The disputes have also had a detrimental effect in the Western Balkans, leading to mistrust between countries and undermining progress in regional initiatives. For Kosovo particularly, disagreements related to its participation in regional initiatives have resulted in the lowest level of representation among all the Western Balkans states.
In 2012, Kosovo and Serbia signed an EU-brokered agreement on regional representation and cooperation. The purpose of this agreement was to remove all the obstacles preventing Kosovo from joining regional organisations and initiatives, as well as enable the country to have its own voice in such organisations. Technically, Kosovo gained membership of initiatives such as the Regional Cooperation Council, the Migration Asylum Refugee Regional Initiative, and the Regional School of Public Administration. Kosovo’s membership was – as agreed in Brussels – marked by an asterisk to denote its lack of recognition by other countries. And yet, regional representation for Kosovo did not fully materialise. Indeed, almost a decade after the conclusion of the agreement, Kosovo remains the only Western Balkans country still locked out of several regional organisations.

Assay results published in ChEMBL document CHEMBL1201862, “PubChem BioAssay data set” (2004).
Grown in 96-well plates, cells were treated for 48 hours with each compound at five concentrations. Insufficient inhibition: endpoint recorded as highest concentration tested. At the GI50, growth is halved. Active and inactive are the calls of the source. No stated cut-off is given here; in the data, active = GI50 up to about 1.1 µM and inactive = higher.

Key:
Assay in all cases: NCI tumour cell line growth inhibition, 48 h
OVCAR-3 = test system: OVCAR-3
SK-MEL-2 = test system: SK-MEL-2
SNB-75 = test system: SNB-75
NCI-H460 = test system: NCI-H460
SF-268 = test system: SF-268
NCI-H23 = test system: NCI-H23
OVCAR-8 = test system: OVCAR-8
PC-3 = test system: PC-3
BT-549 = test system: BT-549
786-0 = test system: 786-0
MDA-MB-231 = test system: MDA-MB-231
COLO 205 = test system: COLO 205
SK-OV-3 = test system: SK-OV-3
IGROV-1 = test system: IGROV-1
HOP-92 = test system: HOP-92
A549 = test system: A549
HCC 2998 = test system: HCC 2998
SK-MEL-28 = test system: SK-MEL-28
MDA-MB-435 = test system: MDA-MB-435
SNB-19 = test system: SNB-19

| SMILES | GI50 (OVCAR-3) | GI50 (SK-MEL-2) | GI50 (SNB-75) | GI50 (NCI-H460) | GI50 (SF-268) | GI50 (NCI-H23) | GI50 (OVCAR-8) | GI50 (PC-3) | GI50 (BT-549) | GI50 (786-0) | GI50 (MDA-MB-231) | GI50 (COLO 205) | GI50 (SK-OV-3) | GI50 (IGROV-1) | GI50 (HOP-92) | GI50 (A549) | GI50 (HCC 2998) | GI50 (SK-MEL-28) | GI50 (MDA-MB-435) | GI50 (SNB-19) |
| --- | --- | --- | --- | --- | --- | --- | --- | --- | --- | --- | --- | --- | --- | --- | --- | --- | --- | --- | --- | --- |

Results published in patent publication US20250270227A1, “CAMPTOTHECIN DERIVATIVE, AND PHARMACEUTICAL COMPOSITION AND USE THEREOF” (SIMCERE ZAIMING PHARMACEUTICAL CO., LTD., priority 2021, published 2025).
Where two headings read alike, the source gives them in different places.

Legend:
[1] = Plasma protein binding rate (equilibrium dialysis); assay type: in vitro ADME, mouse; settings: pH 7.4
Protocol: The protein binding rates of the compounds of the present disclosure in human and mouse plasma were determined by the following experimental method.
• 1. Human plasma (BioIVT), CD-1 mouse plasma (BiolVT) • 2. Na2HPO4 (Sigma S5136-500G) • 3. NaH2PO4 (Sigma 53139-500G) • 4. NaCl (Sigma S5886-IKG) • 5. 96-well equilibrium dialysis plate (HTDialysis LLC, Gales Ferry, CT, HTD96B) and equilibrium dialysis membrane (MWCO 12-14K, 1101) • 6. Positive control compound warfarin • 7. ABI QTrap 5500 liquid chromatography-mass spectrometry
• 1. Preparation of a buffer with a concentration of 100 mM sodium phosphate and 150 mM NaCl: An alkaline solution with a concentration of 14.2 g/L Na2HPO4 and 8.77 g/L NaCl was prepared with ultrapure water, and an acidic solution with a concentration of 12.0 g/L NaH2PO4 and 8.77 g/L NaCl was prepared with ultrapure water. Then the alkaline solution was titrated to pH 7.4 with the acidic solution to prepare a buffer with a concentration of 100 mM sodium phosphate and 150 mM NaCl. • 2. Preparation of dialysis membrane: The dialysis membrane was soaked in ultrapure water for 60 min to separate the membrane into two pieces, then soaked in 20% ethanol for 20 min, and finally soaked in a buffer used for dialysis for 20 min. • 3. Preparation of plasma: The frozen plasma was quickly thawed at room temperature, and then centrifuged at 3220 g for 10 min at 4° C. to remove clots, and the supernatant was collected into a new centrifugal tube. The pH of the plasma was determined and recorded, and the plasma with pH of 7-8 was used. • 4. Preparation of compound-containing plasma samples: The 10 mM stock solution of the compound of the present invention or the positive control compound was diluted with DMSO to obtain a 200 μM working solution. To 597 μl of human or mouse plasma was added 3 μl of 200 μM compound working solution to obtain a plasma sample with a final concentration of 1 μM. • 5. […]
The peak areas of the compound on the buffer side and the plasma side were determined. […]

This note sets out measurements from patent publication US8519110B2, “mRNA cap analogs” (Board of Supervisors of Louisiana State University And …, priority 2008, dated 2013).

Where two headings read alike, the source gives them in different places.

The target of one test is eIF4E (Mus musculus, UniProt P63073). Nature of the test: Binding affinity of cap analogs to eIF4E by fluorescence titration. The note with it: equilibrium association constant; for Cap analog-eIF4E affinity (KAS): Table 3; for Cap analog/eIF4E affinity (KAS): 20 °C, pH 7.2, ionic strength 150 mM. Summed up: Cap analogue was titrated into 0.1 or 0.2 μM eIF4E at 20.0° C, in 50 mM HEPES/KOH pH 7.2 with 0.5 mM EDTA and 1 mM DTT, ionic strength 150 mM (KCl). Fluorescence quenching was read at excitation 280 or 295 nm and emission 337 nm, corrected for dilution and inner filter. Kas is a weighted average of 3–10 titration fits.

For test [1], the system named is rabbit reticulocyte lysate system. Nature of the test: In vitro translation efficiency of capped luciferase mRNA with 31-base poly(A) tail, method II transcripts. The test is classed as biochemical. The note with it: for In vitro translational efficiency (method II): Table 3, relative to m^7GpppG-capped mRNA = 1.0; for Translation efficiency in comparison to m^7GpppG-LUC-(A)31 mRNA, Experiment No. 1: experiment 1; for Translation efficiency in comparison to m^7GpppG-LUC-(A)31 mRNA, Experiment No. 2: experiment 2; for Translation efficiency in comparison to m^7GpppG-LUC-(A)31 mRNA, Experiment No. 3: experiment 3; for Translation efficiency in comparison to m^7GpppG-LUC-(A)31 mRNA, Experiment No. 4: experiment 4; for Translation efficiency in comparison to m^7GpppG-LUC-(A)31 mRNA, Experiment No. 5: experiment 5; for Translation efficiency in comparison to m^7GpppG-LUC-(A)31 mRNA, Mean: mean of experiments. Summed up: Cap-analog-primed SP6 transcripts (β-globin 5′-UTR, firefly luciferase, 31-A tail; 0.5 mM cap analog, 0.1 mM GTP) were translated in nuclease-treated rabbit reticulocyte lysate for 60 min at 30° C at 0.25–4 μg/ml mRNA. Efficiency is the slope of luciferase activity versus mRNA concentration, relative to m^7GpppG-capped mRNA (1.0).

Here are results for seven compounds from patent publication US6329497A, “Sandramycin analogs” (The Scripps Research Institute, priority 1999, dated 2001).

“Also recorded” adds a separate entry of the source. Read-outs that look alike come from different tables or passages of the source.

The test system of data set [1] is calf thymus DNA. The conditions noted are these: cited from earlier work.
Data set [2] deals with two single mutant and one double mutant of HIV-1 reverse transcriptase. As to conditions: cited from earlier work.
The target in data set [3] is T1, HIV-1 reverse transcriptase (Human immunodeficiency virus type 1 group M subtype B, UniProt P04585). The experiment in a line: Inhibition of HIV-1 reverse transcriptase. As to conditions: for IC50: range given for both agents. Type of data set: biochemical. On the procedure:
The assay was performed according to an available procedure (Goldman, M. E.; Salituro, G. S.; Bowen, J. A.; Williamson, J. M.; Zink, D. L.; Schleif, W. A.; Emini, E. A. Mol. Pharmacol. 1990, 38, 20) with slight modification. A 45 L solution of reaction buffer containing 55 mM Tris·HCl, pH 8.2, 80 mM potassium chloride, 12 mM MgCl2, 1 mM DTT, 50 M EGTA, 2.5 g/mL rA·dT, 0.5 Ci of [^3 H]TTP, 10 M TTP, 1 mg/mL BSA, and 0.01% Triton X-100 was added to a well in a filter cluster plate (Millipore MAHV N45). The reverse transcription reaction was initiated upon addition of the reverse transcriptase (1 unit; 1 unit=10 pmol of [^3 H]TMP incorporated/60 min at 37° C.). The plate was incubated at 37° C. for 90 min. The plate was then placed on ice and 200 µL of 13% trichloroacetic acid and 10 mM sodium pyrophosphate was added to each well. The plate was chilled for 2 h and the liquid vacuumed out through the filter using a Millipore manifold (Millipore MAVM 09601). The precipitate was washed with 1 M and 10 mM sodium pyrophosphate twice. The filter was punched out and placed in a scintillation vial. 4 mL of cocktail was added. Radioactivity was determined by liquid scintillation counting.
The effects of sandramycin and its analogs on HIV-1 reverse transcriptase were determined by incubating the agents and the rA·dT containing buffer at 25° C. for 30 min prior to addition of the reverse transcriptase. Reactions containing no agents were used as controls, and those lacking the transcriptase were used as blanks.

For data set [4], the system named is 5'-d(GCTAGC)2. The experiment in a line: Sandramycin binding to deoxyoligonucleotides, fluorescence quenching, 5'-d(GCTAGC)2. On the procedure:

Beyond the Western Balkans, Serbia has engaged in intense lobbying efforts against Kosovo’s accession to any international organisation. This has even been the case when Kosovo’s membership would improve the security and stability of the entire Balkans region and the European continent. Part of the ‘Washington agreement’ signed between Kosovo and Serbia in September 2020, was a one-year moratorium on Serbia’s de-recognition efforts. In return, Kosovo would not seek membership of international organisations over the same time period. Not long after the moratorium ended, Kosovo’s government filed an application for membership of the Council of Europe; Serbia, already a member of the council, wasted no time in mobilising against Kosovo’s accession, thereby undermining EU-facilitated agreements. Kosovo remains blocked from the Council of Europe, as well as other organisations including UNESCO, Interpol, and the Organisation for Security and Cooperation in Europe.